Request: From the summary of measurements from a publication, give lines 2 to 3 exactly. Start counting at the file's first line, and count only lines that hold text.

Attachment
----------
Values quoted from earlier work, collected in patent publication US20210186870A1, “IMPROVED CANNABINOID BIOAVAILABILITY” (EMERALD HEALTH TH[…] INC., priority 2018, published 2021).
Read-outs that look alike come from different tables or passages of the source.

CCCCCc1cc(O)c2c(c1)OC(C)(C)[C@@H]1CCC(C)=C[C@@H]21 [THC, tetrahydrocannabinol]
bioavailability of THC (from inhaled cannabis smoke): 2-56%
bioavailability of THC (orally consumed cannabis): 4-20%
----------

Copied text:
Read-outs that look alike come from different tables or passages of the source.

CCCCCc1cc(O)c2c(c1)OC(C)(C)[C@@H]1CCC(C)=C[C@@H]21 [THC, tetrahydrocannabinol]